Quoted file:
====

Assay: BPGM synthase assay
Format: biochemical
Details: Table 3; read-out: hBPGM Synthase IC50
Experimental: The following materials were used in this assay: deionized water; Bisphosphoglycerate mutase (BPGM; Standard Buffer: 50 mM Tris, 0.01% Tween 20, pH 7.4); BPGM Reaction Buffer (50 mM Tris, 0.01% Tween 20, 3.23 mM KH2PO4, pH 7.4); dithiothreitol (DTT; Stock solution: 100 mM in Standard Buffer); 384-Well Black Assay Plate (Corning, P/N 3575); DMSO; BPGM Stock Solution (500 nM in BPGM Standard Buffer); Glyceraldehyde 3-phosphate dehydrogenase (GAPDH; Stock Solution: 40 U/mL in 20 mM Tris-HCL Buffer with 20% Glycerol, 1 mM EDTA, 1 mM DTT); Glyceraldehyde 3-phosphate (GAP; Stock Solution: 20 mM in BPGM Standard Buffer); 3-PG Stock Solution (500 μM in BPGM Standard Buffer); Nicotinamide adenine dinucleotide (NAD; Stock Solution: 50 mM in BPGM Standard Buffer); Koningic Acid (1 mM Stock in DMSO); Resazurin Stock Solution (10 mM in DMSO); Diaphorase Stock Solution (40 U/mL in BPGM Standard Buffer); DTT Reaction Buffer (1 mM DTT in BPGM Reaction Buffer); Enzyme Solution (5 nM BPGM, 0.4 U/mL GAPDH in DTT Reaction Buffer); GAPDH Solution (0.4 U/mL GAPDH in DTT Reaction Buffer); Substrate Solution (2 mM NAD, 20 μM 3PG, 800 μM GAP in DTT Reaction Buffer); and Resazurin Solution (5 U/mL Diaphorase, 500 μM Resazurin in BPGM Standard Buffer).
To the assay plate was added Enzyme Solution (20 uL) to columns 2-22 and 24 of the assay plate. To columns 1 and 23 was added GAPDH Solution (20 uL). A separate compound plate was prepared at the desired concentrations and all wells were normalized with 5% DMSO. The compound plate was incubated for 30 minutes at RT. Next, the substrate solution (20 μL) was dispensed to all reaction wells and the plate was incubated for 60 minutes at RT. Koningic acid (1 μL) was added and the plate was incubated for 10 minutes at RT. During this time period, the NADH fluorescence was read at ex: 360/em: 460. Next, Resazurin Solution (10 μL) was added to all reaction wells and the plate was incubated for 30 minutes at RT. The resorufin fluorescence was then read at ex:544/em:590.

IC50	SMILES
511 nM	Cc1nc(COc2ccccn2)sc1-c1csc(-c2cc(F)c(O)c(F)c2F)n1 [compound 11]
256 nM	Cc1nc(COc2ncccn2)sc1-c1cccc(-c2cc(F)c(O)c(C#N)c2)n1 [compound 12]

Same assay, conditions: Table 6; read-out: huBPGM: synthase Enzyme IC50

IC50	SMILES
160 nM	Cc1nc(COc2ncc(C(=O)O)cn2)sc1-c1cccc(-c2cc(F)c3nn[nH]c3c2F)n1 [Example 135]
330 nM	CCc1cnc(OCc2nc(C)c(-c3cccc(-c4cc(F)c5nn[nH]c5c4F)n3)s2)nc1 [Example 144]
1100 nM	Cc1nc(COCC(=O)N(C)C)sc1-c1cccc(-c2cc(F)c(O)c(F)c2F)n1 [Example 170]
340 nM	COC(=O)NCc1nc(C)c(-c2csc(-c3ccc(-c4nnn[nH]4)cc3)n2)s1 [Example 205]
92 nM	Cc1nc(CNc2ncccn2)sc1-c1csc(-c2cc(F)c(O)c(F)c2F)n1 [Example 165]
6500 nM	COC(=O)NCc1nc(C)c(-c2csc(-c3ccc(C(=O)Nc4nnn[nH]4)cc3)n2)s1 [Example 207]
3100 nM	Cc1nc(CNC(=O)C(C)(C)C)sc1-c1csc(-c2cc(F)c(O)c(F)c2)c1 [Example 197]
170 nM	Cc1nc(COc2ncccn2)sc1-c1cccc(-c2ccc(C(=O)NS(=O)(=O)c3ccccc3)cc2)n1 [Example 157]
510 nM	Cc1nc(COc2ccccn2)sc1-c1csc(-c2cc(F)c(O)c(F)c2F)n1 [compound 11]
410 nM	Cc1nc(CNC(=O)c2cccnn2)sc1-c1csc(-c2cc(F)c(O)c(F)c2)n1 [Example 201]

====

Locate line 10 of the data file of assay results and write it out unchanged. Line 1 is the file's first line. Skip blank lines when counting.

IC50	SMILES